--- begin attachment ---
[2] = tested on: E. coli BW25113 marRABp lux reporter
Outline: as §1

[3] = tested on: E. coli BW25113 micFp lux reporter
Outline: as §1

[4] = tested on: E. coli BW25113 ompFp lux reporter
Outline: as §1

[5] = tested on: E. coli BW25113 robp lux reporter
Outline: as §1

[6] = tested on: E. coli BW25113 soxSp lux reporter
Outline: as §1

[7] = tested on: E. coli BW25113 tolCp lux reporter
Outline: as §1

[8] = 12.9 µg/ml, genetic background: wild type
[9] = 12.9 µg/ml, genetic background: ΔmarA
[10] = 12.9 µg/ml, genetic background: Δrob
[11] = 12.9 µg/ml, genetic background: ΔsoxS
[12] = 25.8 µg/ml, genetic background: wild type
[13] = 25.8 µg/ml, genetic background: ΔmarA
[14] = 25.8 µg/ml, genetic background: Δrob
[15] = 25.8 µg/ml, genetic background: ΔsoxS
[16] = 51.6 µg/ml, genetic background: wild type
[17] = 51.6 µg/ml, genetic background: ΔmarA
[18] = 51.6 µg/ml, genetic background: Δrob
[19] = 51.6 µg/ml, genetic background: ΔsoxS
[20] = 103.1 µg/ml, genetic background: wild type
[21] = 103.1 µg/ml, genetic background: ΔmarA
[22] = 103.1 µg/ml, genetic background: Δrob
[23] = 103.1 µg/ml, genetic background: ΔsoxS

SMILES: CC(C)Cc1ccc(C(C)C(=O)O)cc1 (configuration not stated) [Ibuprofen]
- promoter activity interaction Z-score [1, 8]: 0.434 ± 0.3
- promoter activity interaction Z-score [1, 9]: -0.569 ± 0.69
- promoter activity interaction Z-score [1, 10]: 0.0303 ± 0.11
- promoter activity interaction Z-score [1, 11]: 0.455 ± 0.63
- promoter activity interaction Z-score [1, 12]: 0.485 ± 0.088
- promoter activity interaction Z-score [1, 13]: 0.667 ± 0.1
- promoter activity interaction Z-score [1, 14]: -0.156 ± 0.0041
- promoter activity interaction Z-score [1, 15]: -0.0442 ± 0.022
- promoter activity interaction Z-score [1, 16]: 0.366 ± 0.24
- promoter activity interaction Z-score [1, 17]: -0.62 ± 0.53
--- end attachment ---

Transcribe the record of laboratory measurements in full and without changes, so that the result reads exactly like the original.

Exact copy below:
[2] = tested on: E. coli BW25113 marRABp lux reporter
Outline: as §1

[3] = tested on: E. coli BW25113 micFp lux reporter
Outline: as §1

[4] = tested on: E. coli BW25113 ompFp lux reporter
Outline: as §1

[5] = tested on: E. coli BW25113 robp lux reporter
Outline: as §1

[6] = tested on: E. coli BW25113 soxSp lux reporter
Outline: as §1

[7] = tested on: E. coli BW25113 tolCp lux reporter
Outline: as §1

[8] = 12.9 µg/ml, genetic background: wild type
[9] = 12.9 µg/ml, genetic background: ΔmarA
[10] = 12.9 µg/ml, genetic background: Δrob
[11] = 12.9 µg/ml, genetic background: ΔsoxS
[12] = 25.8 µg/ml, genetic background: wild type
[13] = 25.8 µg/ml, genetic background: ΔmarA
[14] = 25.8 µg/ml, genetic background: Δrob
[15] = 25.8 µg/ml, genetic background: ΔsoxS
[16] = 51.6 µg/ml, genetic background: wild type
[17] = 51.6 µg/ml, genetic background: ΔmarA
[18] = 51.6 µg/ml, genetic background: Δrob
[19] = 51.6 µg/ml, genetic background: ΔsoxS
[20] = 103.1 µg/ml, genetic background: wild type
[21] = 103.1 µg/ml, genetic background: ΔmarA
[22] = 103.1 µg/ml, genetic background: Δrob
[23] = 103.1 µg/ml, genetic background: ΔsoxS

SMILES: CC(C)Cc1ccc(C(C)C(=O)O)cc1 (configuration not stated) [Ibuprofen]
- promoter activity interaction Z-score [1, 8]: 0.434 ± 0.3
- promoter activity interaction Z-score [1, 9]: -0.569 ± 0.69
- promoter activity interaction Z-score [1, 10]: 0.0303 ± 0.11
- promoter activity interaction Z-score [1, 11]: 0.455 ± 0.63
- promoter activity interaction Z-score [1, 12]: 0.485 ± 0.088
- promoter activity interaction Z-score [1, 13]: 0.667 ± 0.1
- promoter activity interaction Z-score [1, 14]: -0.156 ± 0.0041
- promoter activity interaction Z-score [1, 15]: -0.0442 ± 0.022
- promoter activity interaction Z-score [1, 16]: 0.366 ± 0.24
- promoter activity interaction Z-score [1, 17]: -0.62 ± 0.53